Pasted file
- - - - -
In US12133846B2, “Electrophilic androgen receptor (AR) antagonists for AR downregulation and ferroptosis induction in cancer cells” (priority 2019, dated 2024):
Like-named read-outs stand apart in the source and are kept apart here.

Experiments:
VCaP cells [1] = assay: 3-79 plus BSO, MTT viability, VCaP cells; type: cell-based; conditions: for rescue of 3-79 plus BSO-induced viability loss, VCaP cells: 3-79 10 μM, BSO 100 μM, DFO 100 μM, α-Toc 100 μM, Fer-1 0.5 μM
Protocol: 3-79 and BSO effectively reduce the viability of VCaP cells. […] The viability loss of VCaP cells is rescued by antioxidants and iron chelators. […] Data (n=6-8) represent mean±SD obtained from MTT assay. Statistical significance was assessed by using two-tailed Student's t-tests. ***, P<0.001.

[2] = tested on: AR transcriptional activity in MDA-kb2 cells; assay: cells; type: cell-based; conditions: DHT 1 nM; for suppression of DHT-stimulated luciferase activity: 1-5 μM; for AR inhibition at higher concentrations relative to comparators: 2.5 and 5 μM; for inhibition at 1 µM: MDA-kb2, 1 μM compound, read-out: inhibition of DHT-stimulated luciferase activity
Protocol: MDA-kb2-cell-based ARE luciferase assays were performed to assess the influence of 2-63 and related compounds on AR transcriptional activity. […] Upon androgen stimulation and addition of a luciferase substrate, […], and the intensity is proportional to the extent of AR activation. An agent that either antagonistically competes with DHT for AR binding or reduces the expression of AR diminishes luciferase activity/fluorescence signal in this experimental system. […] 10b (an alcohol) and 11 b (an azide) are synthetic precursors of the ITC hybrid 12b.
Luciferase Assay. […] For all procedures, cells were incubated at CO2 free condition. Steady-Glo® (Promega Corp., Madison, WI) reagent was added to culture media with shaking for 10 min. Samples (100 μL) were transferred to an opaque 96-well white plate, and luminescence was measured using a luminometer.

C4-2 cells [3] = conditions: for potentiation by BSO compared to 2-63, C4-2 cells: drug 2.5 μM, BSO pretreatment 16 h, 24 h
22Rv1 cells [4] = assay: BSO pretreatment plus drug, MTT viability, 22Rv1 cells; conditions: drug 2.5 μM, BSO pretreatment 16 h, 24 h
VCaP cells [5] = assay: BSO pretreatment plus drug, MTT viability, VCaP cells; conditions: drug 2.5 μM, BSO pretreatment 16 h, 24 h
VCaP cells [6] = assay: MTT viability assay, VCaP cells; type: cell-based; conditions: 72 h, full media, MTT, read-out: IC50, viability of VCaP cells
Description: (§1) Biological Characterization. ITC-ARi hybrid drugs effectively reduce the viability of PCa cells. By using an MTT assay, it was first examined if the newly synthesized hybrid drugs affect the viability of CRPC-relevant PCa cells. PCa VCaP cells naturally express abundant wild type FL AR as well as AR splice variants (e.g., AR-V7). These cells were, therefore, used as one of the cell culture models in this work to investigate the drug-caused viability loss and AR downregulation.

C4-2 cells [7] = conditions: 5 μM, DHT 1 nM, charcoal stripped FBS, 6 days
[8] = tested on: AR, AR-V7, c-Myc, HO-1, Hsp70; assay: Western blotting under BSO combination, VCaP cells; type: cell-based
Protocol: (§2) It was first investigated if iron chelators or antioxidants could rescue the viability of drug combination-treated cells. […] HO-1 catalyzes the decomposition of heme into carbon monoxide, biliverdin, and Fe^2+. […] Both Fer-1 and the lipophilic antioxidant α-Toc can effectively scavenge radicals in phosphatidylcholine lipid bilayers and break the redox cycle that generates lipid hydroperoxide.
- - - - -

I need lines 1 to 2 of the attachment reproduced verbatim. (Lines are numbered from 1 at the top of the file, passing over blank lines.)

In US12133846B2, “Electrophilic androgen receptor (AR) antagonists for AR downregulation and ferroptosis induction in cancer cells” (priority 2019, dated 2024):
Like-named read-outs stand apart in the source and are kept apart here.